Bill Wilson spent over 20 years in legal departments at corporations large and small, from high tech to brick and mortar, and is writing about various topics while trying to find that next great career opportunity.

The absolute best, nothing-else-comes-close, most likely-to-succeed way to get a job is through networking.  Now that I have said what thousands of others have (which by the way I DO agree with 100 percent as it has worked for me on several occasions, and for countless others that I know), is what I really think networking should be about.

Over the years (though more recently on the increase it seems to me), I have observed people at various gatherings, furiously flitting like a hummingbird from group to group, never meeting your eyes because they’re scanning for the really important people they think might be there, always devoting 5 percent of their brain to what you’re saying and the other 95 to their strategy for “working the room.”  I have visions of a special floor in Dante’s Inferno for such folks where they have to read other people’s business cards 24 hours a day for eternity.  Allow me to submit to you that these people are doing something, but it’s only a perversion of “networking.”  When I see LION next to someone’s name on LinkedIn, I cringe involuntarily.

You can tell I’m not great at “networking” as many people define it.  I’m outgoing – to a point, personable, able to converse intelligently on a wide range of subjects, with a decent sense of humor, but I have near zero tolerance for artifice and glad-handing.  And you have to find what works for you and who you are.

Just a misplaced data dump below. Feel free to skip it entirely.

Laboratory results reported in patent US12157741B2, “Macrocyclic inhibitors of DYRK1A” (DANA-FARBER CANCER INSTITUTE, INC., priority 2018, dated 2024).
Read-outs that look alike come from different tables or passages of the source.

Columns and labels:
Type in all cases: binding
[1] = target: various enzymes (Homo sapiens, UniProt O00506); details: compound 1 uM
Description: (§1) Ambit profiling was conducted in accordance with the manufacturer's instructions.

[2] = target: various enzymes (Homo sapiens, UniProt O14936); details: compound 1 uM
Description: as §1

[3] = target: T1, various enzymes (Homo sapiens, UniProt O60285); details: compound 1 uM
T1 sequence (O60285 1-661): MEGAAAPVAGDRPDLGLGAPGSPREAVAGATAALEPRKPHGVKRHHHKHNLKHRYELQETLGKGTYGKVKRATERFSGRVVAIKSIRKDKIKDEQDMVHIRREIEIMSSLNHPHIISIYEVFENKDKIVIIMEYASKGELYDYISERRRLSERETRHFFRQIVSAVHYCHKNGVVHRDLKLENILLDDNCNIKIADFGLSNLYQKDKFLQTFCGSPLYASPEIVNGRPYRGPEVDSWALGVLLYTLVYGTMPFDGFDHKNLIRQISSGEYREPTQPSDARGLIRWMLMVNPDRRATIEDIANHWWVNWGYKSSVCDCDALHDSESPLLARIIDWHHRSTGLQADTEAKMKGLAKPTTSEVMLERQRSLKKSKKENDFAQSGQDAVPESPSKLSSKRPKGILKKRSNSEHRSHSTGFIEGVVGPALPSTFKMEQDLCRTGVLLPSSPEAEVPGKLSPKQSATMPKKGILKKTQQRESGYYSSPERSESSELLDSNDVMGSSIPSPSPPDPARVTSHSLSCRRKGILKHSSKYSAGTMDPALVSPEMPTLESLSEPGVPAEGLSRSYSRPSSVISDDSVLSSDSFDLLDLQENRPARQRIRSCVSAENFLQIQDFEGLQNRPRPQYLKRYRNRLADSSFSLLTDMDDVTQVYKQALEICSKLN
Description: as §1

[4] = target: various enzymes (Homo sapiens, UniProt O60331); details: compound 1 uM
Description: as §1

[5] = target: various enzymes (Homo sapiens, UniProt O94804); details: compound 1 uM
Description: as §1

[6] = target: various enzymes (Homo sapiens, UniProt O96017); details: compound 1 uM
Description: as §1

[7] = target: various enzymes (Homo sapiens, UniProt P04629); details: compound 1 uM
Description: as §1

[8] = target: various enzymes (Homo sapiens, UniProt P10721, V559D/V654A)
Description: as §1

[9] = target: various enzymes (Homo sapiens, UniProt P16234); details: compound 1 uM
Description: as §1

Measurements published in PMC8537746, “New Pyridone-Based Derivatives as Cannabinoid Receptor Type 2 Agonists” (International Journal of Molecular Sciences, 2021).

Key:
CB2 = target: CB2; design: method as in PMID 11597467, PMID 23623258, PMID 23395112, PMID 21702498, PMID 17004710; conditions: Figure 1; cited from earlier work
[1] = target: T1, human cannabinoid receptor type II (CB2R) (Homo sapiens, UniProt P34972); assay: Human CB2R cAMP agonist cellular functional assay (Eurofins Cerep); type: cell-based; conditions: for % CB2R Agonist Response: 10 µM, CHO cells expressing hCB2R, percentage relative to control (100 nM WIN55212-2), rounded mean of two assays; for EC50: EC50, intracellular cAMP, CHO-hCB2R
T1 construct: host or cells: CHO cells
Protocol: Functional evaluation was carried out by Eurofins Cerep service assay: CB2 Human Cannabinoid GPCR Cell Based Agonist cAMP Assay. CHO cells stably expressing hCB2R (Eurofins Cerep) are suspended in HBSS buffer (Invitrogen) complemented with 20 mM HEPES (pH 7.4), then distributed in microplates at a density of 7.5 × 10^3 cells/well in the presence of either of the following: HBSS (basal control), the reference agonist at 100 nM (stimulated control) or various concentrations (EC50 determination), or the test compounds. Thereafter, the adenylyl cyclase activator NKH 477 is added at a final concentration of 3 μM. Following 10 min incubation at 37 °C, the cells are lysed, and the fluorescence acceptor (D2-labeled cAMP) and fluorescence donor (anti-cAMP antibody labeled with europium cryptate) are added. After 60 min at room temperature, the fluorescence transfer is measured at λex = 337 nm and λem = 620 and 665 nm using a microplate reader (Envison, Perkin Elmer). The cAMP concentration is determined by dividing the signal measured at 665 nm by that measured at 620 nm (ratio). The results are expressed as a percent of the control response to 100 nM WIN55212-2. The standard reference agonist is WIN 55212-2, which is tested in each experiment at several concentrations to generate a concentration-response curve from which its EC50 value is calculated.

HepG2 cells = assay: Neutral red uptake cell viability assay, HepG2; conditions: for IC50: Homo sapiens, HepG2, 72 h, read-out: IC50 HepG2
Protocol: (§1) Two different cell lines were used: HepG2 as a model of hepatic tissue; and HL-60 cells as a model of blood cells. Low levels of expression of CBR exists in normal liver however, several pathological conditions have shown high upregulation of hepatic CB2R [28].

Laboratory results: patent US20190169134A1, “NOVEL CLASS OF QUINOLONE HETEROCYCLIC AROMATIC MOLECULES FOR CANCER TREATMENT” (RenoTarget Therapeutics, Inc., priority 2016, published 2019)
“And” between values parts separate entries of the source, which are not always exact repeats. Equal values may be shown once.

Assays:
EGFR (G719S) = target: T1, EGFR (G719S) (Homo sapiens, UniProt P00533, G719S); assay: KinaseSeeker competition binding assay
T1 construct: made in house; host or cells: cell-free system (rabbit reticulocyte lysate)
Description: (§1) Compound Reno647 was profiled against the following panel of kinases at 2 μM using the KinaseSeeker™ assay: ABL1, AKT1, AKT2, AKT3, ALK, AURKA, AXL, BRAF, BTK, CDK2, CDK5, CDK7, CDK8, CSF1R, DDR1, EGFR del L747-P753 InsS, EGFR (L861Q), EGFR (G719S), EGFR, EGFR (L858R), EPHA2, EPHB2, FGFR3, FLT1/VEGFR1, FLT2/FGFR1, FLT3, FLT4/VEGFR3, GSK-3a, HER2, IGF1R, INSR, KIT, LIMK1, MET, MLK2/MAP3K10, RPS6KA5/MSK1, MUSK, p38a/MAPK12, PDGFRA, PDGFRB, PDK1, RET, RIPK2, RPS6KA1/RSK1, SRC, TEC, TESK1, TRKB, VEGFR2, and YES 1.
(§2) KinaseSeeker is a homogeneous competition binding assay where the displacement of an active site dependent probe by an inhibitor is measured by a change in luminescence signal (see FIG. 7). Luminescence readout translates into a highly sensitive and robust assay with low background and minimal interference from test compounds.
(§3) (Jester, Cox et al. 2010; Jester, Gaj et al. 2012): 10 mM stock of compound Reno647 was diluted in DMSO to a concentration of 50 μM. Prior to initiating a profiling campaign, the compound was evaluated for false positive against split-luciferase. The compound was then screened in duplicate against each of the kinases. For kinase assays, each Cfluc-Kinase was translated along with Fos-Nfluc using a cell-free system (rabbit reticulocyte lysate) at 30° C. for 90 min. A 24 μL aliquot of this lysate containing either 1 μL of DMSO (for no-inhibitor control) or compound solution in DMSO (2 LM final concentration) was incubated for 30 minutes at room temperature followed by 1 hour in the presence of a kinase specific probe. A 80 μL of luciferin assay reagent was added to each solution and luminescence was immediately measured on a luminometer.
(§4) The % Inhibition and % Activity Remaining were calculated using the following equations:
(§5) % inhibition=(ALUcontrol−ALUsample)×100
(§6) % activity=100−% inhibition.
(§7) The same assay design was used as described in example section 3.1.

I think your true network should be all about people you have taken time to get to know, or who have worked with you or share another connection such as an alumni group.  You share a fairly good idea of each other’s personality, strengths, weaknesses, talents, contacts, and interests.  You’ve seen each other in action and like what you see.  You know some faults, and while you take them into account, on balance you’re willing to overlook them.  You probably know at least something about their family.  You’ve known them a while, in some cases years.  Some of them are also “friends” in that you’ve met and know their spouses/significant others, and sometimes their kids, been to each other’s homes, and interacted socially.

This group is the result of considerable time spent on development, though you didn’t think of it that way when you did it: you just liked them.

There’s a second group: People who regularly turn up at those professional or alumni meetings, who you know almost on sight, and with whom you have had more than one conversation.  You either have formed, or are beginning to form the impression that they might be someone you’d like to know better.  They’re interesting both as a person and, in part, because of who they are, what or who they know, or because of what they do.  They remember you and will take your call, or take the time to return it.  Both are part of your network.

But the former group is the most critical to your job search.  These are the folks who are going to call that prospective employer and talk with the hiring partner they went to law school with, adding that they think you might be an asset to the firm.  They are going to say nice things about your capabilities when used as a reference.  They have trust and credibility with you and with the other people they might call on your behalf or introduce you to.

The latter group might open some doors, or pass along a hot tip about the hidden market, which is terrific, but value and nurture that first group all the time.  You can’t start when you’re laid off.


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